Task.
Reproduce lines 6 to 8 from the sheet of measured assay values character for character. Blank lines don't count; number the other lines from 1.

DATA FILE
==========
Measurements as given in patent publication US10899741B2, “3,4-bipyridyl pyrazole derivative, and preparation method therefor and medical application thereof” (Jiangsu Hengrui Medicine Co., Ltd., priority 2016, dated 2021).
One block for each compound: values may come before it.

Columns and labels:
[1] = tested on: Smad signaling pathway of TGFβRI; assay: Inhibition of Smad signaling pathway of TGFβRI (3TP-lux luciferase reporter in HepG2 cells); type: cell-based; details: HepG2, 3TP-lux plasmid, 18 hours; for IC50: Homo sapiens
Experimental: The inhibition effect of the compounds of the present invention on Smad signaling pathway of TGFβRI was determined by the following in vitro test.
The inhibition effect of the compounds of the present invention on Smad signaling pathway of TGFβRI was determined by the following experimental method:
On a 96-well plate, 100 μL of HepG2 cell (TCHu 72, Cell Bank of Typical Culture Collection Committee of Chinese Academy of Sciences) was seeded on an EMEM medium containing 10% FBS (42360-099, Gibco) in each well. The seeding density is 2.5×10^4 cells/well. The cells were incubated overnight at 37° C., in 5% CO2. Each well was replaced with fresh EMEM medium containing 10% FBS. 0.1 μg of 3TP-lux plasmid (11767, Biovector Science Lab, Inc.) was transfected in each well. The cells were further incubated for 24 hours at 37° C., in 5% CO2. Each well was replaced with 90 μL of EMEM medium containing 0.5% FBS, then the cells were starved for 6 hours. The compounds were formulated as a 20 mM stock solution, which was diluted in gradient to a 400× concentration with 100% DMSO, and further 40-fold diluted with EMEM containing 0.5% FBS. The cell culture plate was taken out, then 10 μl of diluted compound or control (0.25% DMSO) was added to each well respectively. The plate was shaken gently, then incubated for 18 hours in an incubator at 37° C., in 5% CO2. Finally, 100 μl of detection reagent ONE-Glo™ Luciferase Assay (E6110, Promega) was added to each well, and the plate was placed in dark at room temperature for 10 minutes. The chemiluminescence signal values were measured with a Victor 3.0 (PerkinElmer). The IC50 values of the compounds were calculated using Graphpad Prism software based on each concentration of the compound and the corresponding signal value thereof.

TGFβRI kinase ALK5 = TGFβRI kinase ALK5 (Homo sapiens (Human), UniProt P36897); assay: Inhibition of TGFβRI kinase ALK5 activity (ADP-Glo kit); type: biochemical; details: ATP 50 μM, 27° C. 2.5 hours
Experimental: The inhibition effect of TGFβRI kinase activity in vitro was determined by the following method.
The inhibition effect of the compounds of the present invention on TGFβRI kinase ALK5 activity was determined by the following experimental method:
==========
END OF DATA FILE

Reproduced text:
The inhibition effect of the compounds of the present invention on Smad signaling pathway of TGFβRI was determined by the following experimental method:
On a 96-well plate, 100 μL of HepG2 cell (TCHu 72, Cell Bank of Typical Culture Collection Committee of Chinese Academy of Sciences) was seeded on an EMEM medium containing 10% FBS (42360-099, Gibco) in each well. The seeding density is 2.5×10^4 cells/well. The cells were incubated overnight at 37° C., in 5% CO2. Each well was replaced with fresh EMEM medium containing 10% FBS. 0.1 μg of 3TP-lux plasmid (11767, Biovector Science Lab, Inc.) was transfected in each well. The cells were further incubated for 24 hours at 37° C., in 5% CO2. Each well was replaced with 90 μL of EMEM medium containing 0.5% FBS, then the cells were starved for 6 hours. The compounds were formulated as a 20 mM stock solution, which was diluted in gradient to a 400× concentration with 100% DMSO, and further 40-fold diluted with EMEM containing 0.5% FBS. The cell culture plate was taken out, then 10 μl of diluted compound or control (0.25% DMSO) was added to each well respectively. The plate was shaken gently, then incubated for 18 hours in an incubator at 37° C., in 5% CO2. Finally, 100 μl of detection reagent ONE-Glo™ Luciferase Assay (E6110, Promega) was added to each well, and the plate was placed in dark at room temperature for 10 minutes. The chemiluminescence signal values were measured with a Victor 3.0 (PerkinElmer). The IC50 values of the compounds were calculated using Graphpad Prism software based on each concentration of the compound and the corresponding signal value thereof.

TGFβRI kinase ALK5 = TGFβRI kinase ALK5 (Homo sapiens (Human), UniProt P36897); assay: Inhibition of TGFβRI kinase ALK5 activity (ADP-Glo kit); type: biochemical; details: ATP 50 μM, 27° C. 2.5 hours